[AUTHENTICITY CERTIFIED: Text version below transcribed directly from audio]
President Obama: Good job, everybody. Everybody, please have a seat. Well, it is good to be back at CFPB.
Audience Member: Woo!
President Obama: Yes, this is an enthusiastic and rowdy crowd, this group. That’s what happens when you do good things -- you feel good. And this group is doing great work.
I want to thank your director, Rich Cordray, for hosting me here today, and I want to thank all of you for doing a great job in looking out for the financial security of all Americans.
Now, obviously, right now the news is dominated by Ebola, and we’ve got an all-hands-on-deck approach across government to make sure that we are keeping the American people safe. But even as we meet that particular challenge, it’s also important that we don’t lose sight of the other challenges that we face as a nation, especially the challenge of making sure that our economy works for every single American. And that includes the challenge that brings me here today: protecting Americans from financial fraud and identity theft.
As President, I believe that America is stronger when our middle class can count on things like affordable health insurance, and Medicare and Social Security, where there are rules to protect our kids from dirty air or dirty water; rules to protect consumers from being taken advantage of. And I know you agree, those of you at CFPB, because that’s your mission.
And that’s why part of the financial reform that we passed in the wake of the worse financial crisis since the Great Depression was the creation of this agency, to make sure that we are looking at every aspect of the financial system and ensuring that the American people have the basic protections that they should be able to count on. You have one mission: You’re a watchdog for consumers to make sure that the American people have somebody who’s got their backs.
And because of the good work of many of the people who are here today, Americans have saved millions because they’ve been protected from predatory mortgage practices. You’ve protected folks from deceptive credit card practices. You’ve set up “Know Before You Owe” to help college be a little more affordable for young people and to make sure that they know the kind of debt that they’re accruing. You’ve simplified mortgage forms so homeowners don’t get tricked in the final print. But all this work, taken together, the reason it’s important is because it’s not an abstraction; it saves people money and time and heartache.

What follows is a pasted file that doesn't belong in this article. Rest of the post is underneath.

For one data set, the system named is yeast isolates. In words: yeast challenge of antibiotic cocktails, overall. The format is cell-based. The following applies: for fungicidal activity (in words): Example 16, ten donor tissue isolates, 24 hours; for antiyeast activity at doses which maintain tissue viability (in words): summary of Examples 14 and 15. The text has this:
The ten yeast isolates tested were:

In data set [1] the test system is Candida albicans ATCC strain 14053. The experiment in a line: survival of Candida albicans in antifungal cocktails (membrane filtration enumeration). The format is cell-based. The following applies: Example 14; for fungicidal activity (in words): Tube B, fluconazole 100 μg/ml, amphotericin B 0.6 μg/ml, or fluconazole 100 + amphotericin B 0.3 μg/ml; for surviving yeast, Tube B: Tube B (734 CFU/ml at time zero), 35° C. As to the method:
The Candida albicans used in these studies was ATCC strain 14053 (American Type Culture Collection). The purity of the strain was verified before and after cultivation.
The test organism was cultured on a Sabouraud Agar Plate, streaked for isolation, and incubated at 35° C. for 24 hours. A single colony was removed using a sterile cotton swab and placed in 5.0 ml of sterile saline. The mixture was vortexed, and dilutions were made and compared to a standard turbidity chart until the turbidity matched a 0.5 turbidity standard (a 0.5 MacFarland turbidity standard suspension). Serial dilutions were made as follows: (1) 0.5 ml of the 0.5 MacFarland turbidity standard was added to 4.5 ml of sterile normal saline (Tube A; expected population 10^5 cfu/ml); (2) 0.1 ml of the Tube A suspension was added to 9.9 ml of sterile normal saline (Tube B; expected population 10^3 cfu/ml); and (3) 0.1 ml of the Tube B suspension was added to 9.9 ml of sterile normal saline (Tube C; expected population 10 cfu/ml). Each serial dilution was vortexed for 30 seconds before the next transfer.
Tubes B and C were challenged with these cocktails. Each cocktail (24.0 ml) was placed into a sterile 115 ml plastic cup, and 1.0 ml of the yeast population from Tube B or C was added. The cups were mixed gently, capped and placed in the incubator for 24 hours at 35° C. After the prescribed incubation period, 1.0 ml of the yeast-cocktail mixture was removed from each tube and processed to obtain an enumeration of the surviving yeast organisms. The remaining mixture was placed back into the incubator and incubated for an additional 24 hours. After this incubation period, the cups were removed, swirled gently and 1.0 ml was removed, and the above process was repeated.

And before you, Americans who had gotten taken advantage of often had no way of achieving some sort of compensation. Today, you’ve actually secured billions of dollars in relief for victims. You’ve helped to make people a little more whole after somebody engaged in fraudulent behavior.
Some folks in Congress fought tooth and nail to keep this agency from getting off the ground. There are some, frankly, who are still fighting to undo the rules we put in place to protect consumers. But I refuse to back down and go back to the days when mortgage lenders or financial firms could take advantage of consumers, and consumers had no recourse. We’re moving forward. America is better because of this agency and because of the rules that we’ve put in place.
And the good news is, is that we’ve got more work to do. And today, we’re building on the progress that’s already been made by announcing new measures to protect America from identity theft and fraud.
Now, we’ve all experienced the benefits of new technologies that let us buy and sell things faster and more efficiently than ever before. But there are risks that come with these technologies as well. Last year, millions of Americans became victims of identity theft. Millions were victims of this kind of fraud. More than 100 million Americans had information that was compromised in data breaches in some of our largest companies. And identity theft is now America’s fastest-growing crime.
These crimes don’t just cost companies and consumers billions of dollars every year, they also threaten the economic security of middle-class Americans who have worked really hard for a lifetime to build some sort of security. The idea that somebody halfway around the world could run up thousands of dollars in charges in your name just because they stole your number, or because you swiped your card at the wrong place in the wrong time, that’s infuriating. For victims, it’s heartbreaking. And as a country, we’ve got to do more to stop it.
And that’s why today we are launching an initiative called “Buy Secure” -- because you should be able to buy the things that you need without risking your identity, your credit score, or your savings.